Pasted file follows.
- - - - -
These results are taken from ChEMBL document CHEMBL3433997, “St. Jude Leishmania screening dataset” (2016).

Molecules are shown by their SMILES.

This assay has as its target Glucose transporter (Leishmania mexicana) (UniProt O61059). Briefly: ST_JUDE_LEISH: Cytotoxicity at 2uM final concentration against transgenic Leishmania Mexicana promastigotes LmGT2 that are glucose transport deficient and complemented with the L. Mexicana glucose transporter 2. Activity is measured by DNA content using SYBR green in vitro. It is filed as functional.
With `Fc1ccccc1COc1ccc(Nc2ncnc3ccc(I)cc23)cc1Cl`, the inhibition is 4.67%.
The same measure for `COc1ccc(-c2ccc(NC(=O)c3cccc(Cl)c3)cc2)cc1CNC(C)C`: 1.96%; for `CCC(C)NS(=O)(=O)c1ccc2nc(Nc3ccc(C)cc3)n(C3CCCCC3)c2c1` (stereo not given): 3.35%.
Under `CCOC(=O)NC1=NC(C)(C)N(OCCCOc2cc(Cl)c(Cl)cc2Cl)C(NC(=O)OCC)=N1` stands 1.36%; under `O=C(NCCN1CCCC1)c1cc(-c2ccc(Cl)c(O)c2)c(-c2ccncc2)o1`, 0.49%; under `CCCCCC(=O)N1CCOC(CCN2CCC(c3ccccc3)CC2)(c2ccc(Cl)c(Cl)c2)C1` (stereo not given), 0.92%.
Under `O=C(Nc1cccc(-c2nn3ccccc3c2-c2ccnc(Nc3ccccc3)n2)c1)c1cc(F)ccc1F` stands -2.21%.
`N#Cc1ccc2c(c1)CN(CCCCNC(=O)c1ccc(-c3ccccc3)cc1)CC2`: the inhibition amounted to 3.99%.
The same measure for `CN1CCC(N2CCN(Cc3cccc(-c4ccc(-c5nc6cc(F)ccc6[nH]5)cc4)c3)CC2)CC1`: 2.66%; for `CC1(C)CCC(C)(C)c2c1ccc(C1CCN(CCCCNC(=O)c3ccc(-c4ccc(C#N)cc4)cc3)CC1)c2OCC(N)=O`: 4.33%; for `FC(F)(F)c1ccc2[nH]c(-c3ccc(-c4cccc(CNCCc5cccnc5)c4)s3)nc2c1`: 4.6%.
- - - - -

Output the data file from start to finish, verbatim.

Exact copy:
These results are taken from ChEMBL document CHEMBL3433997, “St. Jude Leishmania screening dataset” (2016).

Molecules are shown by their SMILES.

This assay has as its target Glucose transporter (Leishmania mexicana) (UniProt O61059). Briefly: ST_JUDE_LEISH: Cytotoxicity at 2uM final concentration against transgenic Leishmania Mexicana promastigotes LmGT2 that are glucose transport deficient and complemented with the L. Mexicana glucose transporter 2. Activity is measured by DNA content using SYBR green in vitro. It is filed as functional.
With `Fc1ccccc1COc1ccc(Nc2ncnc3ccc(I)cc23)cc1Cl`, the inhibition is 4.67%.
The same measure for `COc1ccc(-c2ccc(NC(=O)c3cccc(Cl)c3)cc2)cc1CNC(C)C`: 1.96%; for `CCC(C)NS(=O)(=O)c1ccc2nc(Nc3ccc(C)cc3)n(C3CCCCC3)c2c1` (stereo not given): 3.35%.
Under `CCOC(=O)NC1=NC(C)(C)N(OCCCOc2cc(Cl)c(Cl)cc2Cl)C(NC(=O)OCC)=N1` stands 1.36%; under `O=C(NCCN1CCCC1)c1cc(-c2ccc(Cl)c(O)c2)c(-c2ccncc2)o1`, 0.49%; under `CCCCCC(=O)N1CCOC(CCN2CCC(c3ccccc3)CC2)(c2ccc(Cl)c(Cl)c2)C1` (stereo not given), 0.92%.
Under `O=C(Nc1cccc(-c2nn3ccccc3c2-c2ccnc(Nc3ccccc3)n2)c1)c1cc(F)ccc1F` stands -2.21%.
`N#Cc1ccc2c(c1)CN(CCCCNC(=O)c1ccc(-c3ccccc3)cc1)CC2`: the inhibition amounted to 3.99%.
The same measure for `CN1CCC(N2CCN(Cc3cccc(-c4ccc(-c5nc6cc(F)ccc6[nH]5)cc4)c3)CC2)CC1`: 2.66%; for `CC1(C)CCC(C)(C)c2c1ccc(C1CCN(CCCCNC(=O)c3ccc(-c4ccc(C#N)cc4)cc3)CC1)c2OCC(N)=O`: 4.33%; for `FC(F)(F)c1ccc2[nH]c(-c3ccc(-c4cccc(CNCCc5cccnc5)c4)s3)nc2c1`: 4.6%.